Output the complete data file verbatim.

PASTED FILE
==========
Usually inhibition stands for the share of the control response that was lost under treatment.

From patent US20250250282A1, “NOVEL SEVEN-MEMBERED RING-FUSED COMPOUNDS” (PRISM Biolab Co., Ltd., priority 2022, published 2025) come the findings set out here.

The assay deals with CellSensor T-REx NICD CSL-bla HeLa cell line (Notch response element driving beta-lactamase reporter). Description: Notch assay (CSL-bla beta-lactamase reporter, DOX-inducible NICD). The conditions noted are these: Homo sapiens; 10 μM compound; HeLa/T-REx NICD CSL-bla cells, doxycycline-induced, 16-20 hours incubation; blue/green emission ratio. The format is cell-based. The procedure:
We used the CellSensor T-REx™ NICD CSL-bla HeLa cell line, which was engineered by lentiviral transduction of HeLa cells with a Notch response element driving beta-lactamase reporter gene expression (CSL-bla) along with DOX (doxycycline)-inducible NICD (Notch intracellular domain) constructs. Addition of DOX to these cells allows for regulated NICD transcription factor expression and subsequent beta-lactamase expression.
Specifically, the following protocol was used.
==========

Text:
Usually inhibition stands for the share of the control response that was lost under treatment.

From patent US20250250282A1, “NOVEL SEVEN-MEMBERED RING-FUSED COMPOUNDS” (PRISM Biolab Co., Ltd., priority 2022, published 2025) come the findings set out here.

The assay deals with CellSensor T-REx NICD CSL-bla HeLa cell line (Notch response element driving beta-lactamase reporter). Description: Notch assay (CSL-bla beta-lactamase reporter, DOX-inducible NICD). The conditions noted are these: Homo sapiens; 10 μM compound; HeLa/T-REx NICD CSL-bla cells, doxycycline-induced, 16-20 hours incubation; blue/green emission ratio. The format is cell-based. The procedure:
We used the CellSensor T-REx™ NICD CSL-bla HeLa cell line, which was engineered by lentiviral transduction of HeLa cells with a Notch response element driving beta-lactamase reporter gene expression (CSL-bla) along with DOX (doxycycline)-inducible NICD (Notch intracellular domain) constructs. Addition of DOX to these cells allows for regulated NICD transcription factor expression and subsequent beta-lactamase expression.
Specifically, the following protocol was used.